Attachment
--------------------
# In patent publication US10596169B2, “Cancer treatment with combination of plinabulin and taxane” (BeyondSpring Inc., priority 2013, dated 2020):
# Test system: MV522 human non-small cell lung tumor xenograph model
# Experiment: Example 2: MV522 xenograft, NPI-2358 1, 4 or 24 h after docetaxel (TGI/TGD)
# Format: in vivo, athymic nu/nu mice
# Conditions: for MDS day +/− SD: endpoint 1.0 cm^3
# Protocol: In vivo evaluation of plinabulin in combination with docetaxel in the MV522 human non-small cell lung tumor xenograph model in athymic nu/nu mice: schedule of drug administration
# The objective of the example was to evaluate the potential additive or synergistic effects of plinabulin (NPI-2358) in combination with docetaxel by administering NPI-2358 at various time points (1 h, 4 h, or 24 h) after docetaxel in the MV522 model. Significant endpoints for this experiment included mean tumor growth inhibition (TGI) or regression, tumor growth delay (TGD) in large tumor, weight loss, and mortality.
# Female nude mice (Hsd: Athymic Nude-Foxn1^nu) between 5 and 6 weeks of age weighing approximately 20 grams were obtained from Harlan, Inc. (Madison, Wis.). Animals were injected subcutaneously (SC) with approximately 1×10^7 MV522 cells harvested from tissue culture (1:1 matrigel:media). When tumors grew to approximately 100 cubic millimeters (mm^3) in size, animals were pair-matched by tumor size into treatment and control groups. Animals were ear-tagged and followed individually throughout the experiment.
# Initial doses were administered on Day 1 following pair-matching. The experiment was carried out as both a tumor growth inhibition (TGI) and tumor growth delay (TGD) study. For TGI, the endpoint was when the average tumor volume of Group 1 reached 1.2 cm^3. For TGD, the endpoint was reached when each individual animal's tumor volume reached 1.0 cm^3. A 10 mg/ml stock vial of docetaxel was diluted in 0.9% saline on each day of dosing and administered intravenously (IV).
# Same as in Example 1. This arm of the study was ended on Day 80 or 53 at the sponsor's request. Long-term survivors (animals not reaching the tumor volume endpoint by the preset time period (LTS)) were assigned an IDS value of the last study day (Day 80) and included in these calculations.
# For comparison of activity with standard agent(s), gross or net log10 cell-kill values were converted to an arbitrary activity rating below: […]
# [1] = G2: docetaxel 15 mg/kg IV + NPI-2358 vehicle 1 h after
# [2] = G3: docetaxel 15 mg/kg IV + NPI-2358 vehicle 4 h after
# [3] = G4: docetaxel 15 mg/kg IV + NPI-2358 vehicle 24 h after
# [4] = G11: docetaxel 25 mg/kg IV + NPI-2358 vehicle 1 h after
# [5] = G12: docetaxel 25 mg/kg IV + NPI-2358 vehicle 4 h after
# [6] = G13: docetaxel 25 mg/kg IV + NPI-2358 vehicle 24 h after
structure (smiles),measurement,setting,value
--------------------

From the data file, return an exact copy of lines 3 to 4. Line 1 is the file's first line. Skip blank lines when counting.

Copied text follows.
# Experiment: Example 2: MV522 xenograft, NPI-2358 1, 4 or 24 h after docetaxel (TGI/TGD)
# Format: in vivo, athymic nu/nu mice